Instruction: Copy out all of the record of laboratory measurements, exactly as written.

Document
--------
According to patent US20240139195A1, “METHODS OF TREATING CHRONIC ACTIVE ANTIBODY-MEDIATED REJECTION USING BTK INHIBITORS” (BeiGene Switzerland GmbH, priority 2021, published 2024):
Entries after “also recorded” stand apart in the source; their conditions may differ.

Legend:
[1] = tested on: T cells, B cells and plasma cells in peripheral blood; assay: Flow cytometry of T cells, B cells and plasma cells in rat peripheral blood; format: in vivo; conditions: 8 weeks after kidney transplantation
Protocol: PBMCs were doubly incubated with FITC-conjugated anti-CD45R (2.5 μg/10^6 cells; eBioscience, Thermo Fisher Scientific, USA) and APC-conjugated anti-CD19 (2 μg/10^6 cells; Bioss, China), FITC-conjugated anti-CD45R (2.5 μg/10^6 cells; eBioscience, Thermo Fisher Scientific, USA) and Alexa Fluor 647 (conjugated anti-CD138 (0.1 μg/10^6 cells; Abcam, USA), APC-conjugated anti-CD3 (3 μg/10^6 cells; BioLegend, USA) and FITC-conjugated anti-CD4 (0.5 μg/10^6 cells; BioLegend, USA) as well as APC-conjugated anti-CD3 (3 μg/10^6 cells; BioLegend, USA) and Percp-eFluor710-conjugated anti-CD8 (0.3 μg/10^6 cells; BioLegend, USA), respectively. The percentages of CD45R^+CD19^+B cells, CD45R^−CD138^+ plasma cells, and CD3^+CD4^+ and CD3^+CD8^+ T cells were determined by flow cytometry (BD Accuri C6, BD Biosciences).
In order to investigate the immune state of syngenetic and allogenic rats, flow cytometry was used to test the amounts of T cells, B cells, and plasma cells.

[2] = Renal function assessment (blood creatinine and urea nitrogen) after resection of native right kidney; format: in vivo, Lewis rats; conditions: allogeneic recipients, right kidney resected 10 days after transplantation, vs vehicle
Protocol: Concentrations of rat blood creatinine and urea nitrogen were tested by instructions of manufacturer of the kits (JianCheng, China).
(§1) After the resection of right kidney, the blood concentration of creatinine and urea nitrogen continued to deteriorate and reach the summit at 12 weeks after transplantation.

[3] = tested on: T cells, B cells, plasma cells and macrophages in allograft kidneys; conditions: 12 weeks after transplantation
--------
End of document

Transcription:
According to patent US20240139195A1, “METHODS OF TREATING CHRONIC ACTIVE ANTIBODY-MEDIATED REJECTION USING BTK INHIBITORS” (BeiGene Switzerland GmbH, priority 2021, published 2024):
Entries after “also recorded” stand apart in the source; their conditions may differ.

Legend:
[1] = tested on: T cells, B cells and plasma cells in peripheral blood; assay: Flow cytometry of T cells, B cells and plasma cells in rat peripheral blood; format: in vivo; conditions: 8 weeks after kidney transplantation
Protocol: PBMCs were doubly incubated with FITC-conjugated anti-CD45R (2.5 μg/10^6 cells; eBioscience, Thermo Fisher Scientific, USA) and APC-conjugated anti-CD19 (2 μg/10^6 cells; Bioss, China), FITC-conjugated anti-CD45R (2.5 μg/10^6 cells; eBioscience, Thermo Fisher Scientific, USA) and Alexa Fluor 647 (conjugated anti-CD138 (0.1 μg/10^6 cells; Abcam, USA), APC-conjugated anti-CD3 (3 μg/10^6 cells; BioLegend, USA) and FITC-conjugated anti-CD4 (0.5 μg/10^6 cells; BioLegend, USA) as well as APC-conjugated anti-CD3 (3 μg/10^6 cells; BioLegend, USA) and Percp-eFluor710-conjugated anti-CD8 (0.3 μg/10^6 cells; BioLegend, USA), respectively. The percentages of CD45R^+CD19^+B cells, CD45R^−CD138^+ plasma cells, and CD3^+CD4^+ and CD3^+CD8^+ T cells were determined by flow cytometry (BD Accuri C6, BD Biosciences).
In order to investigate the immune state of syngenetic and allogenic rats, flow cytometry was used to test the amounts of T cells, B cells, and plasma cells.

[2] = Renal function assessment (blood creatinine and urea nitrogen) after resection of native right kidney; format: in vivo, Lewis rats; conditions: allogeneic recipients, right kidney resected 10 days after transplantation, vs vehicle
Protocol: Concentrations of rat blood creatinine and urea nitrogen were tested by instructions of manufacturer of the kits (JianCheng, China).
(§1) After the resection of right kidney, the blood concentration of creatinine and urea nitrogen continued to deteriorate and reach the summit at 12 weeks after transplantation.

[3] = tested on: T cells, B cells, plasma cells and macrophages in allograft kidneys; conditions: 12 weeks after transplantation